nLab Mitchell-Bénabou language



Topos Theory

topos theory



Internal Logic

Topos morphisms

Extra stuff, structure, properties

Cohomology and homotopy

In higher category theory


Type theory

natural deduction metalanguage, practical foundations

  1. type formation rule
  2. term introduction rule
  3. term elimination rule
  4. computation rule

type theory (dependent, intensional, observational type theory, homotopy type theory)

syntax object language

computational trinitarianism =
propositions as types +programs as proofs +relation type theory/category theory

logicset theory (internal logic of)category theorytype theory
predicatefamily of setsdisplay morphismdependent type
proofelementgeneralized elementterm/program
cut rulecomposition of classifying morphisms / pullback of display mapssubstitution
introduction rule for implicationcounit for hom-tensor adjunctionlambda
elimination rule for implicationunit for hom-tensor adjunctionapplication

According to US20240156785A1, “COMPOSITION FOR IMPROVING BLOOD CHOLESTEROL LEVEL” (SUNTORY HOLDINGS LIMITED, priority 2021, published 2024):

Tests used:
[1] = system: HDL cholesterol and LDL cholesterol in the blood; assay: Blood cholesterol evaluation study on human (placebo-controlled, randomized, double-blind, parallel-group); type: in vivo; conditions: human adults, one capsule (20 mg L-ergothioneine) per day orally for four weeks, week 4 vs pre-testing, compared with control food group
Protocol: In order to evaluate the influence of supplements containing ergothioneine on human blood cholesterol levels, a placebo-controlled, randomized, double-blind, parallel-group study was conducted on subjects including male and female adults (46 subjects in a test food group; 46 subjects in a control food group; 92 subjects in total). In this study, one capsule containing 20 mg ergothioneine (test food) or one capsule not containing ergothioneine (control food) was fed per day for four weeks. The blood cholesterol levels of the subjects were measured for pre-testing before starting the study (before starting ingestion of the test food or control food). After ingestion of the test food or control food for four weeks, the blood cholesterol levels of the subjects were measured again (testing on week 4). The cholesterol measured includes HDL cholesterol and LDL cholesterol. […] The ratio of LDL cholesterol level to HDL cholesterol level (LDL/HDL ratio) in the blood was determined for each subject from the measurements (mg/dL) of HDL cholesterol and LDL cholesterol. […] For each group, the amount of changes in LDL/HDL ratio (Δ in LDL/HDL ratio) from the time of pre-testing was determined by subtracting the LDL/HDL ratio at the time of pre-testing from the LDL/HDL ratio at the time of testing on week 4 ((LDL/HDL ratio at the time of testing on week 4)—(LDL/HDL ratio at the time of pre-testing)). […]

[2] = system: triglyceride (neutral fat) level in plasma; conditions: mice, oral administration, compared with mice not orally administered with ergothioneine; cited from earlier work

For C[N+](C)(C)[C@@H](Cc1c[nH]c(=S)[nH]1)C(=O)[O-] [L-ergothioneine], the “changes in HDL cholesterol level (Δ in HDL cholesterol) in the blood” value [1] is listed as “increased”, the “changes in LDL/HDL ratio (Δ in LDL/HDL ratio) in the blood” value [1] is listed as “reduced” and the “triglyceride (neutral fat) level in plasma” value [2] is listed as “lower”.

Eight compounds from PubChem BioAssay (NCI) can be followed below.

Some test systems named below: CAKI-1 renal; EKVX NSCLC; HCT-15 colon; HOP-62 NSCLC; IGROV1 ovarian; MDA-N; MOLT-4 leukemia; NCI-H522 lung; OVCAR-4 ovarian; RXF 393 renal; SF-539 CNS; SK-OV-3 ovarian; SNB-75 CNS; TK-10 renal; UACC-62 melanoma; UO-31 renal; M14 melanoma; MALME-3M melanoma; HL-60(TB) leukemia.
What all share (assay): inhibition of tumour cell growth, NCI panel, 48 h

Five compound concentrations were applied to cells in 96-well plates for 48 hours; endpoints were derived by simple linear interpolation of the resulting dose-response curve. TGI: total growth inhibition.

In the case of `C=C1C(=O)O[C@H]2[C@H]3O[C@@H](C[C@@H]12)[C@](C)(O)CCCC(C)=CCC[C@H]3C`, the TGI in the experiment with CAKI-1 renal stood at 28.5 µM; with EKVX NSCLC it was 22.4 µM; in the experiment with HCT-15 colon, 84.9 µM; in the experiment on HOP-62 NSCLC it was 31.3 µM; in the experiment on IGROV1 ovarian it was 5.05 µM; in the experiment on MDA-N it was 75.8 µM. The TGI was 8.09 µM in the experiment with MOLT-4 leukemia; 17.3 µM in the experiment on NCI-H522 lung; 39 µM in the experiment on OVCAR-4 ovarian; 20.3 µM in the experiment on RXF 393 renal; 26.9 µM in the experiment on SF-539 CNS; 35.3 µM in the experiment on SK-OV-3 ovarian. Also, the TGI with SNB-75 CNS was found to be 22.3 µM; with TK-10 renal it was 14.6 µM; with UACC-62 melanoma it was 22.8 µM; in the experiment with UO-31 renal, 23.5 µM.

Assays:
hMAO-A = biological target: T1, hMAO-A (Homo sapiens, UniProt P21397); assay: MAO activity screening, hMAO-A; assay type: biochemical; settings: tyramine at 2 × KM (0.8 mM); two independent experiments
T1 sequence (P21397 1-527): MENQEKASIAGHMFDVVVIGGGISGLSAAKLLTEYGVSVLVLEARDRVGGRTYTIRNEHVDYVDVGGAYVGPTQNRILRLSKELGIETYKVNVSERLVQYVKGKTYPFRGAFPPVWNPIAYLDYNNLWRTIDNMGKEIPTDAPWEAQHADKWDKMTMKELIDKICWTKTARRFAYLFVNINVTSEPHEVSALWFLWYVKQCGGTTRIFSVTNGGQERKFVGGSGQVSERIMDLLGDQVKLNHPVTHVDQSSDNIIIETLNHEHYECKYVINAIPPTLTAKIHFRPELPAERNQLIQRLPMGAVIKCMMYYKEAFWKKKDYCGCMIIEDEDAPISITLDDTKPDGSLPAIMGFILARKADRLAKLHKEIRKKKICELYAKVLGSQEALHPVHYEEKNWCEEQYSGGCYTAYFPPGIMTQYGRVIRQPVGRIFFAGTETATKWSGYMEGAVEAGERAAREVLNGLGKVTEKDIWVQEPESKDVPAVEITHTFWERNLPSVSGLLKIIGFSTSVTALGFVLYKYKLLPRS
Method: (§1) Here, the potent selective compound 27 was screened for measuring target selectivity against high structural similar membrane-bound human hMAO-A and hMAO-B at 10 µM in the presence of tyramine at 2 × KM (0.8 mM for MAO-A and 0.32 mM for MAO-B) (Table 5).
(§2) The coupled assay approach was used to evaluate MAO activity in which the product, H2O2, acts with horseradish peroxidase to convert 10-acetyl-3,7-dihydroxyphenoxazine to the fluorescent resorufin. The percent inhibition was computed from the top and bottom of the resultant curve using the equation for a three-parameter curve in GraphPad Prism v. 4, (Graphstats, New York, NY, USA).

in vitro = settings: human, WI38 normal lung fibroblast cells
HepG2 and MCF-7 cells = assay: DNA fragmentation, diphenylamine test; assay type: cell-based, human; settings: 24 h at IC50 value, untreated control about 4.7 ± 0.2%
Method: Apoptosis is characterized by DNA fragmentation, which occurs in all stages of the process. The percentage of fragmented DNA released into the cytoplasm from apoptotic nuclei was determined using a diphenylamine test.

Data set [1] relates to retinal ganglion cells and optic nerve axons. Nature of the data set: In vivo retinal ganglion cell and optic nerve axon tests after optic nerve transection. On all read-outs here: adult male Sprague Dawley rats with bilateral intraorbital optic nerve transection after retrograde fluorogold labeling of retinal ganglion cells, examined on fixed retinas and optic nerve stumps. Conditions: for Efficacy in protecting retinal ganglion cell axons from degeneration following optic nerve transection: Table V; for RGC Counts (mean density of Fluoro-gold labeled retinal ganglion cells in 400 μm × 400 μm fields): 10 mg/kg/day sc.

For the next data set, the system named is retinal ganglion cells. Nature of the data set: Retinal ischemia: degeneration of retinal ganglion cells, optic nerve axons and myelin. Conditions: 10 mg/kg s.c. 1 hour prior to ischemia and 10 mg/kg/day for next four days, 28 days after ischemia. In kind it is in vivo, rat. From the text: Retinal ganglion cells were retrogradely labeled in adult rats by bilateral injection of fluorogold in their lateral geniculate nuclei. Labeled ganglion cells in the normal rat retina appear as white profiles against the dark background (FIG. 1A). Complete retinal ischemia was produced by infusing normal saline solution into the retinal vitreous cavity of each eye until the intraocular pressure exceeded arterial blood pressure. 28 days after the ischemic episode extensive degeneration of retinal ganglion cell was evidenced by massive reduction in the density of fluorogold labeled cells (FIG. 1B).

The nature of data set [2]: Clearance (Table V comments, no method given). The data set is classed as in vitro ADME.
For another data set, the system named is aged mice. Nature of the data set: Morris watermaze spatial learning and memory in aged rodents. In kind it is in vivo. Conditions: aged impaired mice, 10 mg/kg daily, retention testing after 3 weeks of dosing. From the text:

cut elimination for implicationone of the zigzag identities for hom-tensor adjunctionbeta reduction
identity elimination for implicationthe other zigzag identity for hom-tensor adjunctioneta conversion
truesingletonterminal object/(-2)-truncated objecth-level 0-type/unit type
falseempty setinitial objectempty type
proposition, truth valuesubsingletonsubterminal object/(-1)-truncated objecth-proposition, mere proposition
logical conjunctioncartesian productproductproduct type
disjunctiondisjoint union (support of)coproduct ((-1)-truncation of)sum type (bracket type of)
implicationfunction set (into subsingleton)internal hom (into subterminal object)function type (into h-proposition)
negationfunction set into empty setinternal hom into initial objectfunction type into empty type
universal quantificationindexed cartesian product (of family of subsingletons)dependent product (of family of subterminal objects)dependent product type (of family of h-propositions)
existential quantificationindexed disjoint union (support of)dependent sum ((-1)-truncation of)dependent sum type (bracket type of)